This^^
Why sell if you cant upgrade? Cash out and wait for the bust, renting a cheap place and living among the riffraff? Pay huge premiums on gold and silver to dodge inflation, hoping the riffraff doesnt find where you hid it?
 

hoarder

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Also, there is little supply of homes available for sale in most areas.

Key word being "Most".

This is not driven by population growth, not Covid either. The media avoids mentioning that the real cause is White flight, triggered by antifa/BLM violence and crime.
I bet there are plenty of vacant homes in Baltimore, Memphis, Atlanta and all the other urban multicultural paradises.
 

Cigarlover

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y'all just made me look. LOL. My house and 20 acres I bought 11 years ago for 65k cash is now 309-329??? WTF? No way that can be right. a 5 bagger in 11 years. Same problem as everyone else though, even if I sold, nowhere to go except outside the US. Thats my plan anyway so maybe now is the time to go for it. If prices hold through next spring then I think it's go time.
 

Fiat Metaler

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There is a lot of cognitive dissonance on this thread.

Try this as a mental exercise. Change your perspective. Imagine that you are a home buyer. (Some of you have imagined that, saying if I sell then where would I live?)

There just is no supply. Zillow has my house ata $100K over the highest comp in my subdivision because there are no houses available in my subdivision. Supply is seriously constrained and with the lumber spike or unavailability of lumber, not to mention low wage workers, the supply is coming on line any time soon.
 

hoarder

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What causes home supply shortages? Population growth?
If not population growth it's people moving from one part of the country to another, which creates a void. So.....what the hell is taking place in the areas people are departing from?? If they depart, doesn't that usually mean the house is going to go on the market? If a lot of houses in an area where people are departing goes on the market, doesn't that mean that home values go way down?? The mass media seems to have cognitive dissonance on this.
Some real estate in this country is dropping in value in extreme proportion.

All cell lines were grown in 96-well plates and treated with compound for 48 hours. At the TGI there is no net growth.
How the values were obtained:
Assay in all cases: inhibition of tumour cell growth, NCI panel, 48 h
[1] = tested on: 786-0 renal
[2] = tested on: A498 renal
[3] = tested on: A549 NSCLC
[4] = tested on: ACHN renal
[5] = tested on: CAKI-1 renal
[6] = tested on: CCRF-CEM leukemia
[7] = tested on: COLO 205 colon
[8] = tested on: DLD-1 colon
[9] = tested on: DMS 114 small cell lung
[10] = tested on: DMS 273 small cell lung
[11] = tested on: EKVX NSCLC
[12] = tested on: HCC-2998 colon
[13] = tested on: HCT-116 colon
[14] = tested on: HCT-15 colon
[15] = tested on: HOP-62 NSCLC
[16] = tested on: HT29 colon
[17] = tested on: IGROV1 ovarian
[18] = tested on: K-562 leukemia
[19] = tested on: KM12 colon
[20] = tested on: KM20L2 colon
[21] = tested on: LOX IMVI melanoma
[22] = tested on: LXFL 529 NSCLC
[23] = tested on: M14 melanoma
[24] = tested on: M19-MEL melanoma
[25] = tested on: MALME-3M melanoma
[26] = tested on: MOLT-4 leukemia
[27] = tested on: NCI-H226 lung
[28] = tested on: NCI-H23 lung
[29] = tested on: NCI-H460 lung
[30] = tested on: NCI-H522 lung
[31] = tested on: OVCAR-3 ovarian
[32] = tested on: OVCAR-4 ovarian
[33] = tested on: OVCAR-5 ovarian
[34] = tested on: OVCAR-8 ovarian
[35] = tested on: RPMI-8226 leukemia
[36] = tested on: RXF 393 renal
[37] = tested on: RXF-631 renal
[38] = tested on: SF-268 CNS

dacrunch

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What causes home supply shortages? Population growth?
If not population growth it's people moving from one part of the country to another, which creates a void. So.....what the hell is taking place in the areas people are departing from?? If they depart, doesn't that usually mean the house is going to go on the market? If a lot of houses in an area where people are departing goes on the market, doesn't that mean that home values go way down?? The mass media seems to have cognitive dissonance on this.
Some real estate in this country is dropping in value in extreme proportion.

I dunno, but I figure that there must be a "temporal disconnect" in the big blue cities seeing "white flight"... Rental vacancies (in NYC) appear to be at their highest levels, but that hasn't transferred to "lower rental prices" - and a big supply of "homes for sale" hasn't resulted in "lower pricing", just a glut of available apartments and a longer time to find a buyer.
Something tells me it's gonna have to "adapt" to conditions if they don't find tenants or new buyers...
Worse in business r/e...

Just my opinion, from the little bit of news I've read / seen.
 

hoarder

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I dunno, but I figure that there must be a "temporal disconnect" in the big blue cities seeing "white flight"... Rental vacancies (in NYC) appear to be at their highest levels, but that hasn't transferred to "lower rental prices" - and a big supply of "homes for sale" hasn't resulted in "lower pricing", just a glut of available apartments and a longer time to find a buyer.
Something tells me it's gonna have to "adapt" to conditions if they don't find tenants or new buyers...
Worse in business r/e...